The Northern Cardinal is found in residential areas throughout its range. Backyard birders attract it using feeders containing seeds, particularly sunflower seeds and safflower seeds. Although some controversy surrounds bird feeding (see bird feeder for details), an increase in backyard feeding by humans has generally been beneficial to this species. It is listed as a species of Least Concern by the IUCN Red List. It has an estimated global range of 5,800,000 km2 (2,200,000 sq mi) and a global population estimated to be about 100,000,000 individuals.1 Populations appear to remain stable and it has not reached the threshold of inclusion as a threatened species, which requires a decline of more than 30% in ten years or three generations.1 It was once prized as a pet due to its bright color and distinctive song.10 In the United States, this species receives special legal protection under the Migratory Bird Treaty Act of 1918, which also banned their sale as cage birds.22 It is also protected by the Convention for the Protection of Migratory Birds in Canada.23 It is illegal to take, kill, or possess Northern Cardinals, and violation of the law is punishable by a fine of up to US $15,000 and imprisonment of up to six months.24

In the United States, the Northern Cardinal is the mascot of numerous athletic teams; however, most teams portray the bird with a yellow beak and legs. In professional sports, it is the mascot of the St. Louis Cardinals of Major League Baseball's National League and the Arizona Cardinals of the National Football League. In college athletics, it is the mascot of many schools, including the University of Louisville, the State University of New York at Plattsburgh, Ball State University, Illinois State University, Lamar University, The Catholic University of America, Wesleyan University, Wheeling Jesuit University, Massachusetts College of Pharmacy and Health Sciences, North Idaho College and Saint John Fisher College.

State bird

The Northern Cardinal is the state bird of seven states, more than any other species: Illinois, Indiana, Kentucky, North Carolina, Ohio, Virginia and West Virginia. It was also a candidate to become the state bird of Delaware, but lost to the Blue Hen of Delaware.

References

  1. ^ a b c d BirdLife International (2012). "Cardinalis cardinalis". IUCN Red List of Threatened Species. Version 2013.2. International Union for Conservation of Nature. Retrieved 26 November 2013. 
  2. ^ (Latin) Linnaeus, C (1758). Systema naturae per regna tria naturae, secundum classes, ordines, genera, species, cum characteribus, differentiis, synonymis, locis. Tomus I. Editio decima, reformata.. Holmiae. (Laurentii Salvii). p. 824. 
  3. ^ Bailey, Florence Merriam (1921). Handbook of Birds of the Western United States. Houghton Mifflin. p. 500. 
  4. ^ a b c d e Ritchison, Gary (1997). Northern Cardinal. Stackpole Books. p. 2. ISBN 0-8117-3100-6.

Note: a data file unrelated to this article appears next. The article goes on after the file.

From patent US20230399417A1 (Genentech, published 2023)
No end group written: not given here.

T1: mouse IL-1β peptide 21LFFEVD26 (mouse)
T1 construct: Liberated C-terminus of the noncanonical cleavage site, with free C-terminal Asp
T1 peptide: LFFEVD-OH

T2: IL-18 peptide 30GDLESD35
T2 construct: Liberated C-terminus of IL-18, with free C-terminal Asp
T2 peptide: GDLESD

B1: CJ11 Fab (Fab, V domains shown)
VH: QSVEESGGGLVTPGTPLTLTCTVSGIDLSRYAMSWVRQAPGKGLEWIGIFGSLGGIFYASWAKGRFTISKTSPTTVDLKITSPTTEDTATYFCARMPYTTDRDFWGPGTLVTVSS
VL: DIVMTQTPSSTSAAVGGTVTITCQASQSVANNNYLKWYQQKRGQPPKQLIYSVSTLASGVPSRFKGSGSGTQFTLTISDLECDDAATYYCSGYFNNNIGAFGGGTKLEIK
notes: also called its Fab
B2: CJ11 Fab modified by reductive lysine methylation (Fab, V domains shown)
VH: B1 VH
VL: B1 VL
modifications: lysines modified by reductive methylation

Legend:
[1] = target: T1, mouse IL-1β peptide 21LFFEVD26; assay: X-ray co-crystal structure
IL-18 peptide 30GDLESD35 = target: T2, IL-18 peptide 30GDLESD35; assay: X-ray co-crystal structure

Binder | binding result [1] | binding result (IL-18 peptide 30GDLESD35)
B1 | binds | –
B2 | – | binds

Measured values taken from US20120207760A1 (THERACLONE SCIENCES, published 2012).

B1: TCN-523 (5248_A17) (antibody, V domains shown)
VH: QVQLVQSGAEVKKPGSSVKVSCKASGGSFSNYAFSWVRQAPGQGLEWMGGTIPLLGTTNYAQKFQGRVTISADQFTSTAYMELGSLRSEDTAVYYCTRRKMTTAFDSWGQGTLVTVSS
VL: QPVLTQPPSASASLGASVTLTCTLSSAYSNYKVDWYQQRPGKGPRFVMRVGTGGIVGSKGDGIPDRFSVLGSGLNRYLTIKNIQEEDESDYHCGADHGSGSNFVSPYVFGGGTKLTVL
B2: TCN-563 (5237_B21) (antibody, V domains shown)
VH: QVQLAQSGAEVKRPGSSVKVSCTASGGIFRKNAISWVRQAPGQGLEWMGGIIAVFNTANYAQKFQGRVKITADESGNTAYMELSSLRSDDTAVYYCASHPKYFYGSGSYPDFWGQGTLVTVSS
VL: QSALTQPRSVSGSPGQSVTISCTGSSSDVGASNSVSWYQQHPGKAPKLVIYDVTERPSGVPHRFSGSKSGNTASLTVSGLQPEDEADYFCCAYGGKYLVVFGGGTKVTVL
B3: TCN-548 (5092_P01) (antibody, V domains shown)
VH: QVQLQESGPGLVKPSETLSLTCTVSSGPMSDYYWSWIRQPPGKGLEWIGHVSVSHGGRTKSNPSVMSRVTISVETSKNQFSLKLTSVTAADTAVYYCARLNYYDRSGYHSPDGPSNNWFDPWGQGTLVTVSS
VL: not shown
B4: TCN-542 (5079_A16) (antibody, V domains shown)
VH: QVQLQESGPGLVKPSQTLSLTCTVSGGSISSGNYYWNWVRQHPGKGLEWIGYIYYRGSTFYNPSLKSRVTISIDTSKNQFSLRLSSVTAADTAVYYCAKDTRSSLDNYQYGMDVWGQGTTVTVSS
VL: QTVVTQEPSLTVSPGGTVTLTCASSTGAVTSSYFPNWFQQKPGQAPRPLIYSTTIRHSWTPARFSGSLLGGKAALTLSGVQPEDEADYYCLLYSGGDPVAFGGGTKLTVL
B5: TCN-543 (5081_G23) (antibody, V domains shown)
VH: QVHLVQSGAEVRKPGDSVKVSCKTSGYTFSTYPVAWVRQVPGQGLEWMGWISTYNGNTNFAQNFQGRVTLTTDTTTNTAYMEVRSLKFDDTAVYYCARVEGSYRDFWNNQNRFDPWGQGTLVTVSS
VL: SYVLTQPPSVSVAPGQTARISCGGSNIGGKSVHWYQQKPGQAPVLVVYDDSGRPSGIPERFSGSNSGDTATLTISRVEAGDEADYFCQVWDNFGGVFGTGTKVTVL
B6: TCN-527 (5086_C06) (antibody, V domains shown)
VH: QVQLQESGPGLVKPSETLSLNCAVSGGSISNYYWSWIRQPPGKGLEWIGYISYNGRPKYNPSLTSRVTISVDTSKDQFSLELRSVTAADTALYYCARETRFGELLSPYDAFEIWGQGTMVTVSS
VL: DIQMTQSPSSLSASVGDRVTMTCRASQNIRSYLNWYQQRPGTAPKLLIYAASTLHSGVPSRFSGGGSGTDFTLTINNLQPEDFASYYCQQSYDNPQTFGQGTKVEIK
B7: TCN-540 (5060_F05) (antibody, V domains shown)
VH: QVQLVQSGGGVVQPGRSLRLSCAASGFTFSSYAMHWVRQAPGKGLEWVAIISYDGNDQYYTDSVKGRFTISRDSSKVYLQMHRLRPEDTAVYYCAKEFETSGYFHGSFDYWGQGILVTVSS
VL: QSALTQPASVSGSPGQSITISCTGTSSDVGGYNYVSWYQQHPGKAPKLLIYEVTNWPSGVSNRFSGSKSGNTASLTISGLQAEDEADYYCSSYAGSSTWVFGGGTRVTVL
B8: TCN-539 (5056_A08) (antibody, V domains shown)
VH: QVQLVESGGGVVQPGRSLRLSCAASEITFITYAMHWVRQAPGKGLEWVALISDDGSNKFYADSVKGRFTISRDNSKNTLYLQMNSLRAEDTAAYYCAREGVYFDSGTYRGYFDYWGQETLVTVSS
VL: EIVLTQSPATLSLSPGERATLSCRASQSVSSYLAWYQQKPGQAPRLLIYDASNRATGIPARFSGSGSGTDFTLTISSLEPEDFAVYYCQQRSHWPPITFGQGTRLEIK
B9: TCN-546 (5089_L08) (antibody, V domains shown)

5. ^ a b Holloway, Joel Ellis (2003). Dictionary of Birds of the United States: Scientific and Common Names. Timber Press. p. 59. ISBN 0-88192-600-0. 
  6. ^ Tanagers, Cardinals and allies, IOC World Bird List
  7. ^ CRC Handbook of Avian Body Masses by John B. Dunning Jr. (Editor). CRC Press (1992), ISBN 978-0-8493-4258-5.
  8. ^ a b Dewey, T.; J. Crane and K. Kirschbaum (2002). "Cardinalis cardinalis". University of Michigan Museum of Zoology. Retrieved 2007-08-24. 
  9. ^ a b "Northern cardinal Cardinalis cardinalis". United States Geological Survey. Retrieved 2007-11-08. 
  10. ^ a b Wright, Mabel Osgood (1907). Birdcraft: A Field Book of Two Hundred Song, Game, and Water Birds. Macmillan. p. 161. 
  11. ^ Cornell Lab of Ornithology. "Cardinalis cardinalis". Cornell University. Retrieved 2007-08-24. 
  12. ^ a b c Krinsky, Norman I; Mayne, Susan T. & Sies, Helmut (2004). Carotenoids In Health And Disease. CRC Press. p. 258. ISBN 0-8247-5416-6. 
  13. ^ a b McGraw, Kevin J; Hill, Geoffrey E.; Stradi, Riccardo & Parker, Robert S (2001). "The Influence of Carotenoid Acquisition and Utilization on the Maintenance of Species-Typical Plumage Pigmentation in Male American Goldfinches (Carduelis tristis) and Northern Cardinals (Cardinalis cardinalis)" (abstract). Physiological and Biochemical Zoology (the University of Chicago Press) 74 (6): 843–852. doi:10.1086/323797. PMID 11731975. Retrieved 2007-11-06. 
  14. ^ Snowdon, Charles T; Hausberger, Martine (1997). Social Influences on Vocal Development. Cambridge University Press. p. 119. ISBN 0-521-49526-1. 
  15. ^ Robison, B C; Tveten, John L (1990). Birds of Houston. University of Texas Press. p. 59. ISBN 0-89263-303-4. 
  16. ^ a b Elliott, Lang; Read, Marie (1998). Common Birds and Their Songs. Houghton Mifflin Field Guides. p. 28. ISBN 0-395-91238-5. 
  17. ^ Halkins, S. L. "All About Birds: Northern Cardinal". Retrieved 2009-02-23. 
  18. ^ a b Terres, J. K. (1980). The Audubon Society Encyclopedia of North American Birds. New York, NY: Knopf. p. 293. ISBN 0-394-46651-9. 
  19. ^ Cardinalis cardinalis: Information Animal Diversity
  20. ^ a b c d Harrison, Hal H. (1979). A Field Guide to Western Birds' Nests. Houghton Mifflin Field. p. 228. ISBN 0-618-16437-5. 
  21. ^ Halkin, S., S. Linville. (1999). Northern cardinal (Cardinalis cardinalis). Pp. 1-32 in A. Poole, F. Gill, eds. The Birds of North America, Vol. 440. Philadelphia, PA: The Birds of North America.
  22. ^ "Birds Protected by the Migratory Bird Treaty Act". US Fish & Wildlife Service. Archived from the original on 2007-10-10. Retrieved 2007-10-14. 
  23. ^ "Game and Wild Birds: Preservation". US Code Collection. Cornell Law School. Retrieved 2007-10-29. 
  24. ^ "Migratory Bird Treaty Act". US Code Collection. Cornell Law School. Retrieved 2007-10-14. 

External links